South Korea's proposal for the Indian Navy's P-75I is based on the Republic of Korea Navy KSS III design
The DSME3000 has a length of 83.5 meters, a beam of 9.7 meters, a draft of 14.7 meters, and a maximum submerged speed of 20 knots per hour. It is based on the Dosan Ahn Changho-class of the Republic of Korea Navy (ROKN) which is being jointly produced by DSME and Hyundai Heavy Industries (HHI) as part of the KSS III program. The class are the largest submarines ever operated by the ROKN. It is armed with six 533 millimeter torpedo tubes and six vertical launch system (VLS) cells. It also has better living quarters and amenities for seamen compared to other ROKN submarines. DSME produced the first two ships of the KSS III Batch 1 which were launched in 2018 and 2020 respectively, while construction on the third ship, by HHI, is ongoing. A total of nine vessels are planned: Three in a “Batch 2” configuration and three more in a “Batch 3”. The local content and capabilities are improved in each batch. For example, KSS III Batch 2 submarines will feature Lithium Ion batteries.
The variant being offered to India will not have the VLS cells that are standard on the Dosan Ahn Changho-class.
“We haven’t finalized the exact design for India, but the removal of the VLS cells behind the sail of the submarine will allow for greater flexibility. We will be able to add new features to meet the Indian Navy’s needs. Moreover, there is a possibility that we will offer submarine rescue vessels alongside our subs as part of a large ‘package’ deal.”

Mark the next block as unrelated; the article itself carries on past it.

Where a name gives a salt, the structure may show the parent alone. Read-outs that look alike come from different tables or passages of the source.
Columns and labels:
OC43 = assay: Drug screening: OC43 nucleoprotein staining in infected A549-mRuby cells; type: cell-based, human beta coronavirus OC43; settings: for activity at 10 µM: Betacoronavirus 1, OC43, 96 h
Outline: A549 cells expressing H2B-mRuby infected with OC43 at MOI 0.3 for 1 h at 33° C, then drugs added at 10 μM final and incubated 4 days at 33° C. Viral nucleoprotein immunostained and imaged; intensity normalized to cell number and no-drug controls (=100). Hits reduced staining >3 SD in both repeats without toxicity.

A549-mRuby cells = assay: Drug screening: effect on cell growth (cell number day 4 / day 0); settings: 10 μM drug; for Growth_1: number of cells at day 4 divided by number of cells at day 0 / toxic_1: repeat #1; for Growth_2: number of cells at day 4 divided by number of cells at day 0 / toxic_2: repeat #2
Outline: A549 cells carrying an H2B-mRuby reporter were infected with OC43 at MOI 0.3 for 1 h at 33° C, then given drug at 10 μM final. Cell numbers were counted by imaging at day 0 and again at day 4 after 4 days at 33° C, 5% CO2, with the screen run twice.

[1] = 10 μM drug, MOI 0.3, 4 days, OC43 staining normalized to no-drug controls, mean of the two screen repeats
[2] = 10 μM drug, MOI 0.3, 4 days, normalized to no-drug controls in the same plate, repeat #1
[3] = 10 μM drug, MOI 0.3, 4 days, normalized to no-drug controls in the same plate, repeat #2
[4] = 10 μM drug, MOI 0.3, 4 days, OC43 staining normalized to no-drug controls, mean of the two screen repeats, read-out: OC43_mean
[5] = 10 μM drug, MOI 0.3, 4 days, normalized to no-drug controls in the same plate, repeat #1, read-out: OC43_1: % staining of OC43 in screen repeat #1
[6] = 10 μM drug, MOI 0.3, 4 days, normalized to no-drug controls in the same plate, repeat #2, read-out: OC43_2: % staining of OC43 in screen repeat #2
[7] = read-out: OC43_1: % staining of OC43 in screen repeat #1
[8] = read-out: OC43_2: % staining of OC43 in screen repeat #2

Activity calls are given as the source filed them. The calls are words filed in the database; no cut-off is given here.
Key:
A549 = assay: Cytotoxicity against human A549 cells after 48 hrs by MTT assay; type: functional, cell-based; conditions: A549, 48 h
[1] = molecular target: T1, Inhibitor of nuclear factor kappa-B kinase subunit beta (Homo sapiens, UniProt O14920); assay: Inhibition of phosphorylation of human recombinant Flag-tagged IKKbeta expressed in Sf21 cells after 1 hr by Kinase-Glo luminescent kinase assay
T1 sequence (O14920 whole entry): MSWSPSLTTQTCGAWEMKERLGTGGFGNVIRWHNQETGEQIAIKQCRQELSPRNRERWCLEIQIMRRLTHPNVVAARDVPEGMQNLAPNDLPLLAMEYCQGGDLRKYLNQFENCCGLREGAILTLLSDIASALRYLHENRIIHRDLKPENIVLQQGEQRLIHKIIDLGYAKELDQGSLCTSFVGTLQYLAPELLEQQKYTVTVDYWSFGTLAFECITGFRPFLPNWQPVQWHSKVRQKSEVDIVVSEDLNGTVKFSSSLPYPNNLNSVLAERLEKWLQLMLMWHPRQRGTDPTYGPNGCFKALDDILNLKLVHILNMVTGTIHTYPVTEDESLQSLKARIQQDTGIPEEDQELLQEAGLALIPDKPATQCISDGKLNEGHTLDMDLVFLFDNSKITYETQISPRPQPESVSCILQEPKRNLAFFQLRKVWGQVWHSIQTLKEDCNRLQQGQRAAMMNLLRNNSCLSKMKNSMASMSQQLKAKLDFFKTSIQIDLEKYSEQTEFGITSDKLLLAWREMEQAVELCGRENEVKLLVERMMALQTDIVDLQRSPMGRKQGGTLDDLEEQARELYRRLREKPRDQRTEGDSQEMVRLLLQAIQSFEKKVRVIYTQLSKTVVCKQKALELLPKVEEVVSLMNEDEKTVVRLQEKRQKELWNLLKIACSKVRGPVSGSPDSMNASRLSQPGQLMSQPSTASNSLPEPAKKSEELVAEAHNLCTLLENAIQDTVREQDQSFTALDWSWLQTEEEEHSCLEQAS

According to the representative, of the five companies shortlisted for the P75I competition, TKMS and DSME are the only contenders that have already designed and produced working fuel cell-based AIP submarines.
“The Dosan Ahn Changho-class uses fuel-cell AIP technology. We believe this will give us the edge,”
Fuel-cell based AIP technology allows non-nuclear submarines to stay submerged for a significant amount of time. The system does not need a battery. As long as it receives a continuous source of fuel, such as hydrogen and oxygen which can be obtained from the ocean, it can continue to operate for an extended period of time. The representative continued, “The exact time period during which the DSME3000 can remain submerged is classified. However I can tell you that it is one of the most capable submarines in this regard.”
Another potential rubric for the P75I competition is the quality of the battery that will equip the submarine. Even if a submarine uses AIP technology, solely relying on it would be inefficient and risky. Therefore, AIP submarines still need batteries to further augment their endurance. These batteries need to be charged while the submarine surfaced or at periscope depth. Traditionally, submarines have used lead acid batteries. However, Japan became the first country to operate submarines equipped with lithium-based batteries when it commissioned the JS Oryu and JS Toryu, the last two Soryu-class submarines, in 2020 and 2021. However Japan is not part of the P-75I competition.
The DSME representative told Naval News at MADEX 2021 that the DSME3000 will also utilize lithium-ion battery technology. “We are the most advanced in this regard amongst our competitors. We created a replica of the submarine’s battery system and completed quality control tests already. We plan on integrating the system into the second batch of Dosan Ahn Changho class submarines as well.” He continued:
“Our lithium batteries are far more efficient than traditional lead-acid ones. This means they don’t have to be charged as often, allowing the submarine to stay submerged for longer. Moreover, they can be charged twice as often before they have to be replaced.”
About India’s P-75I
The Indian government shortlisted in January 2020 two Indian shipyards and five foreign defense companies for the P-75I project which calls for the local construction of six conventional submarines fitted with air-independent propulsion (AIP) systems in a contract worth $7 billion. The programme requires a high degree of localization; all six submarines are expected to be constructed in Indian shipyards.
The two local shipyards that were shortlisted are the privately owned L&T group and state-owned MDL. The five foreign defense companies are: